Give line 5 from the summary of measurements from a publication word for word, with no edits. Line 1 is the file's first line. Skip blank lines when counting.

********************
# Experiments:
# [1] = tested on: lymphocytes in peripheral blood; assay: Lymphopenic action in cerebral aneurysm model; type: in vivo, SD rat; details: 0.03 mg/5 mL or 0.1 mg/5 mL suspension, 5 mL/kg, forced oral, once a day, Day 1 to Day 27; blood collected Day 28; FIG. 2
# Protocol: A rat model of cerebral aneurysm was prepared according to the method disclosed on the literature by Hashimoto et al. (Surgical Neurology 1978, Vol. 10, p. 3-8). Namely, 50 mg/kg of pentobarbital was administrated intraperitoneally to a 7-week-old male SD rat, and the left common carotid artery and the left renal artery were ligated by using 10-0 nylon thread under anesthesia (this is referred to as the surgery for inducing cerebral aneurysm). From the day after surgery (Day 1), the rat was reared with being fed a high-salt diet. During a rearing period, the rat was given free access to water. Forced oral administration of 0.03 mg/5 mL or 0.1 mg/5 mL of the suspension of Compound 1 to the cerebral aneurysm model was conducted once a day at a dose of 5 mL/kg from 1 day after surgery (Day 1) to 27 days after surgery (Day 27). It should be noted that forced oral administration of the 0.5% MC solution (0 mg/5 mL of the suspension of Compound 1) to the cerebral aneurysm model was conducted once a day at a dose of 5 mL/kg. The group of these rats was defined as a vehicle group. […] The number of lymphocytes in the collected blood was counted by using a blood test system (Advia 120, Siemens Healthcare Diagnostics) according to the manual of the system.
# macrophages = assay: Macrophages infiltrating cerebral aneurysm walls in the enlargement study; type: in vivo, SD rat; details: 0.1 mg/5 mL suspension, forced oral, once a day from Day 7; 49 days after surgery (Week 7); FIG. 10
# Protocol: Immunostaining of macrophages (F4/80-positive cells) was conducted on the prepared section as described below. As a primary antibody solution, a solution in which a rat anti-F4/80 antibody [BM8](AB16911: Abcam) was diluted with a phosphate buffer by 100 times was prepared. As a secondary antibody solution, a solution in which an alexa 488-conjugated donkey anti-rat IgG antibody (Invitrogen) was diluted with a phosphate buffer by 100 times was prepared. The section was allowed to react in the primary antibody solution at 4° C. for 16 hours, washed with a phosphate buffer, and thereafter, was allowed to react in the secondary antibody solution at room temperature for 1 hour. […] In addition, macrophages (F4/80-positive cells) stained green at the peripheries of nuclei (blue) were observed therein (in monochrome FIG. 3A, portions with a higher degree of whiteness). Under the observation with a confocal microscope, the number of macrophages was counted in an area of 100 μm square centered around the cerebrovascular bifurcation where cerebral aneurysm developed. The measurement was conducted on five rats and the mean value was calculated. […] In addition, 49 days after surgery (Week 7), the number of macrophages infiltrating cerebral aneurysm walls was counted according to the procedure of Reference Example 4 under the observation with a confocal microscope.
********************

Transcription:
# Protocol: Immunostaining of macrophages (F4/80-positive cells) was conducted on the prepared section as described below. As a primary antibody solution, a solution in which a rat anti-F4/80 antibody [BM8](AB16911: Abcam) was diluted with a phosphate buffer by 100 times was prepared. As a secondary antibody solution, a solution in which an alexa 488-conjugated donkey anti-rat IgG antibody (Invitrogen) was diluted with a phosphate buffer by 100 times was prepared. The section was allowed to react in the primary antibody solution at 4° C. for 16 hours, washed with a phosphate buffer, and thereafter, was allowed to react in the secondary antibody solution at room temperature for 1 hour. […] In addition, macrophages (F4/80-positive cells) stained green at the peripheries of nuclei (blue) were observed therein (in monochrome FIG. 3A, portions with a higher degree of whiteness). Under the observation with a confocal microscope, the number of macrophages was counted in an area of 100 μm square centered around the cerebrovascular bifurcation where cerebral aneurysm developed. The measurement was conducted on five rats and the mean value was calculated. […] In addition, 49 days after surgery (Week 7), the number of macrophages infiltrating cerebral aneurysm walls was counted according to the procedure of Reference Example 4 under the observation with a confocal microscope.